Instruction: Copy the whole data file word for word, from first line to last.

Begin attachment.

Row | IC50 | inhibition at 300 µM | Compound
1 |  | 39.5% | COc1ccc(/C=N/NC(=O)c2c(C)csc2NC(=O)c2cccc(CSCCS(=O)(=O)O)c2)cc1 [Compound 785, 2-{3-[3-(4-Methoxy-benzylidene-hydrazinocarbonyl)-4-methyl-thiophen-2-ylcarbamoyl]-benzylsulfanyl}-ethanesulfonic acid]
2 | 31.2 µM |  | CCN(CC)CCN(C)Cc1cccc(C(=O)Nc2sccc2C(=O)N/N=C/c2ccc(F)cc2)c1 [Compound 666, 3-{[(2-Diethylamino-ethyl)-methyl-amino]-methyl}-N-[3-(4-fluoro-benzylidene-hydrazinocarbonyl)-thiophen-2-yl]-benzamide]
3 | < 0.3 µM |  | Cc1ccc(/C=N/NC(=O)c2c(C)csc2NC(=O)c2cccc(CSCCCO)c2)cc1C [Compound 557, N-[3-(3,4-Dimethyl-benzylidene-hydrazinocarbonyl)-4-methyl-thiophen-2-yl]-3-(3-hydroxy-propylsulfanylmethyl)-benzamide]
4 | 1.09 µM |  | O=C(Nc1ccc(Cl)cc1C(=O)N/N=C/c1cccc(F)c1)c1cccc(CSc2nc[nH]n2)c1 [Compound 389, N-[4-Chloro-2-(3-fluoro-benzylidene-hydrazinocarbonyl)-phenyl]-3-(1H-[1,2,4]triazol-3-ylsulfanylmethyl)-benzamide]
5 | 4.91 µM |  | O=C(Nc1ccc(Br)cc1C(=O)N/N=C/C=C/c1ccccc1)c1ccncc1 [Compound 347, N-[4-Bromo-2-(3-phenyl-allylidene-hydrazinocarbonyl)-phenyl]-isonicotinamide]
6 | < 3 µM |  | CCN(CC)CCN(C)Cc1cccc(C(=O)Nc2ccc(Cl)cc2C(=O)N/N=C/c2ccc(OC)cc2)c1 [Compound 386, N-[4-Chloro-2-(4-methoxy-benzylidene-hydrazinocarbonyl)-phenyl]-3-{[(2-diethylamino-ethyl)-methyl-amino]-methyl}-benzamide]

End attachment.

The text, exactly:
Row | IC50 | inhibition at 300 µM | Compound
1 |  | 39.5% | COc1ccc(/C=N/NC(=O)c2c(C)csc2NC(=O)c2cccc(CSCCS(=O)(=O)O)c2)cc1 [Compound 785, 2-{3-[3-(4-Methoxy-benzylidene-hydrazinocarbonyl)-4-methyl-thiophen-2-ylcarbamoyl]-benzylsulfanyl}-ethanesulfonic acid]
2 | 31.2 µM |  | CCN(CC)CCN(C)Cc1cccc(C(=O)Nc2sccc2C(=O)N/N=C/c2ccc(F)cc2)c1 [Compound 666, 3-{[(2-Diethylamino-ethyl)-methyl-amino]-methyl}-N-[3-(4-fluoro-benzylidene-hydrazinocarbonyl)-thiophen-2-yl]-benzamide]
3 | < 0.3 µM |  | Cc1ccc(/C=N/NC(=O)c2c(C)csc2NC(=O)c2cccc(CSCCCO)c2)cc1C [Compound 557, N-[3-(3,4-Dimethyl-benzylidene-hydrazinocarbonyl)-4-methyl-thiophen-2-yl]-3-(3-hydroxy-propylsulfanylmethyl)-benzamide]
4 | 1.09 µM |  | O=C(Nc1ccc(Cl)cc1C(=O)N/N=C/c1cccc(F)c1)c1cccc(CSc2nc[nH]n2)c1 [Compound 389, N-[4-Chloro-2-(3-fluoro-benzylidene-hydrazinocarbonyl)-phenyl]-3-(1H-[1,2,4]triazol-3-ylsulfanylmethyl)-benzamide]
5 | 4.91 µM |  | O=C(Nc1ccc(Br)cc1C(=O)N/N=C/C=C/c1ccccc1)c1ccncc1 [Compound 347, N-[4-Bromo-2-(3-phenyl-allylidene-hydrazinocarbonyl)-phenyl]-isonicotinamide]
6 | < 3 µM |  | CCN(CC)CCN(C)Cc1cccc(C(=O)Nc2ccc(Cl)cc2C(=O)N/N=C/c2ccc(OC)cc2)c1 [Compound 386, N-[4-Chloro-2-(4-methoxy-benzylidene-hydrazinocarbonyl)-phenyl]-3-{[(2-diethylamino-ethyl)-methyl-amino]-methyl}-benzamide]